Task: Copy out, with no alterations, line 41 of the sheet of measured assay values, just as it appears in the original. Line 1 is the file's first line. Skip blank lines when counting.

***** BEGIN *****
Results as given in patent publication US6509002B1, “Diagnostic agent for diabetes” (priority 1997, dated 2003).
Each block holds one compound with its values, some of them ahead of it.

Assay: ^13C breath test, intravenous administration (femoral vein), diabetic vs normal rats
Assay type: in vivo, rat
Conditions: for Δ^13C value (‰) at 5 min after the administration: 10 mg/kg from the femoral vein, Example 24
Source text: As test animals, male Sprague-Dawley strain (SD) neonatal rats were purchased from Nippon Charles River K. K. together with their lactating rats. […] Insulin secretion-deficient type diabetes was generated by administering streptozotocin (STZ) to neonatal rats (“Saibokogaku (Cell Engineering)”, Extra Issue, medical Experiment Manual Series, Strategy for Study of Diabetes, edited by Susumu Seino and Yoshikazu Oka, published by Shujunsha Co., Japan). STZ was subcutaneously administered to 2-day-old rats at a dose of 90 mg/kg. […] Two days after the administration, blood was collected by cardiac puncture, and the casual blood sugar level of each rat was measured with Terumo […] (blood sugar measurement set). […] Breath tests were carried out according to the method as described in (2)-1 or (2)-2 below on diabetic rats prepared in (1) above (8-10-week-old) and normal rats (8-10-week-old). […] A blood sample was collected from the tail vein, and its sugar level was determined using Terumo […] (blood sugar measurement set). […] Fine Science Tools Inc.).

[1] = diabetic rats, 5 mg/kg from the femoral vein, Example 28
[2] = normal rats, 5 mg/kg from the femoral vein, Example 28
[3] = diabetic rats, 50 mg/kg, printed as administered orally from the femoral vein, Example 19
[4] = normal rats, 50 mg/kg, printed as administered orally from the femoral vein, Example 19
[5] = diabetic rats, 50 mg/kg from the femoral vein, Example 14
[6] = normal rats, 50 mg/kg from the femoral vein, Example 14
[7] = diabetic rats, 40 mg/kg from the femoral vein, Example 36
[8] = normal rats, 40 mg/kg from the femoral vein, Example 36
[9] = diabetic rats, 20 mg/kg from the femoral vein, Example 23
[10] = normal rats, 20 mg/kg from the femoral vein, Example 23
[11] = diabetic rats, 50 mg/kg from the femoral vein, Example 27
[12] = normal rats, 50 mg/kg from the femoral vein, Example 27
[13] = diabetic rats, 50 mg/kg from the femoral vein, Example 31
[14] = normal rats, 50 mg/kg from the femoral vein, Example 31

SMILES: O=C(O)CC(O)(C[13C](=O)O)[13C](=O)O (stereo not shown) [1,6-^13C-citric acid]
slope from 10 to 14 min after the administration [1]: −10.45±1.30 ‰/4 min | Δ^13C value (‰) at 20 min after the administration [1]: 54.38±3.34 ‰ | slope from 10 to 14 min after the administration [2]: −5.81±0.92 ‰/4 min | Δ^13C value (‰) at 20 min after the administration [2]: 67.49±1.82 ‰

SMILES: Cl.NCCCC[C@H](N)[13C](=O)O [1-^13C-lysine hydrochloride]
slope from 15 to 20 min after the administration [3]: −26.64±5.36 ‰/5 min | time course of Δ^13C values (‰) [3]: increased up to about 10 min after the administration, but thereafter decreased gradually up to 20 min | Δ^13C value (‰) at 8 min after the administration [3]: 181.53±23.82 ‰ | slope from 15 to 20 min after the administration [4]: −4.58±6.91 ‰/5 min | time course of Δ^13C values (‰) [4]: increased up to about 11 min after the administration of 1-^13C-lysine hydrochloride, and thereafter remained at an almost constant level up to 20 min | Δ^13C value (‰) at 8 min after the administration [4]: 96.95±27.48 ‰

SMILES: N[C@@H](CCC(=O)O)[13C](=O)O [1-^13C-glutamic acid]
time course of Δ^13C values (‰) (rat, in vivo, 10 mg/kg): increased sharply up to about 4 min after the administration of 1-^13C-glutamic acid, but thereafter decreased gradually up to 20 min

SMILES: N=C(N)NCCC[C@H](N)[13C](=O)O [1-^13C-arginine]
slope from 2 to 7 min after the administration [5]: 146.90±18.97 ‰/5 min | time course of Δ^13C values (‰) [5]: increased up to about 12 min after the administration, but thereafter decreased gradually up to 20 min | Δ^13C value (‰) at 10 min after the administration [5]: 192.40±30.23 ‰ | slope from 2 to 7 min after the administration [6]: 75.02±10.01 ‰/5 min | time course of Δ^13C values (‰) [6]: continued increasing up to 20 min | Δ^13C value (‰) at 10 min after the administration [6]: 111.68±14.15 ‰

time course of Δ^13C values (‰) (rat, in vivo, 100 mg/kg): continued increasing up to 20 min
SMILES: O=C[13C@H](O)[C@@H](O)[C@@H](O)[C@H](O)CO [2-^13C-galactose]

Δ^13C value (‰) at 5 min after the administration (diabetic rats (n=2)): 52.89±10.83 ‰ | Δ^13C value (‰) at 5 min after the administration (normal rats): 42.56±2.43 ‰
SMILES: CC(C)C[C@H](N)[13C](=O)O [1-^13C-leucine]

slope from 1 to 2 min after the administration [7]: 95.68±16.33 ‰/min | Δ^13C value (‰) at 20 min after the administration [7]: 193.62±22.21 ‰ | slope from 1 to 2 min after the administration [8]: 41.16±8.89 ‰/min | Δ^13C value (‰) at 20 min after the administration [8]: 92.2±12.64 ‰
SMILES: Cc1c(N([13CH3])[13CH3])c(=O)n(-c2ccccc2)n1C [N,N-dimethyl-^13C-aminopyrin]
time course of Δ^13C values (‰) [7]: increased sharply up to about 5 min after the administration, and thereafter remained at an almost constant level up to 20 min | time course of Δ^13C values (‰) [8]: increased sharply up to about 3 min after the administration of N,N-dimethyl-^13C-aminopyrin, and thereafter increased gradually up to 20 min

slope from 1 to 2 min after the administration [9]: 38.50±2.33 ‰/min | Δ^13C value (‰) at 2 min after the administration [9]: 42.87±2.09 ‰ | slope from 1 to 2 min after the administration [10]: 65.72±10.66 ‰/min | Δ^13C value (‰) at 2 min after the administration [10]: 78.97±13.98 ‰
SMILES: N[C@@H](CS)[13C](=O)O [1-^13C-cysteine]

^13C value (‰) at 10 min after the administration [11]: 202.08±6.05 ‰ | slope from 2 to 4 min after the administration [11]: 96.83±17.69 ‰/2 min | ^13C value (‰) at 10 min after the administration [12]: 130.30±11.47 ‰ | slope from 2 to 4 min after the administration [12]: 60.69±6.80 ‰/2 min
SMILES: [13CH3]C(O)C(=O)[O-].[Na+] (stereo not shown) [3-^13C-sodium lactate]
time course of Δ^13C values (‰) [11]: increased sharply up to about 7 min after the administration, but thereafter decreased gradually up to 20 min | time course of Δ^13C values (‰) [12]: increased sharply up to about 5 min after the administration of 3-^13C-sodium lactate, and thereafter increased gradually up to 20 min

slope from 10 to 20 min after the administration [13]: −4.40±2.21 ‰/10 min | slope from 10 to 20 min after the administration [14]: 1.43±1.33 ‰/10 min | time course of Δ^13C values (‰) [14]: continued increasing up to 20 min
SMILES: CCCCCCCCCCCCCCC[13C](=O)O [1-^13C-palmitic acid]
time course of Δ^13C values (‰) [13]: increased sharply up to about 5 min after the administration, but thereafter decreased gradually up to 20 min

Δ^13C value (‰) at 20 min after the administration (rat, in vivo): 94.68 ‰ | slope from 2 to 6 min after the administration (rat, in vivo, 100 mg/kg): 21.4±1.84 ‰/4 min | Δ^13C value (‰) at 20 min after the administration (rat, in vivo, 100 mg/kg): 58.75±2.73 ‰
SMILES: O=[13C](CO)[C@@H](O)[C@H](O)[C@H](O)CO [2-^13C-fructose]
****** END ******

slope from 10 to 20 min after the administration [13]: −4.40±2.21 ‰/10 min | slope from 10 to 20 min after the administration [14]: 1.43±1.33 ‰/10 min | time course of Δ^13C values (‰) [14]: continued increasing up to 20 min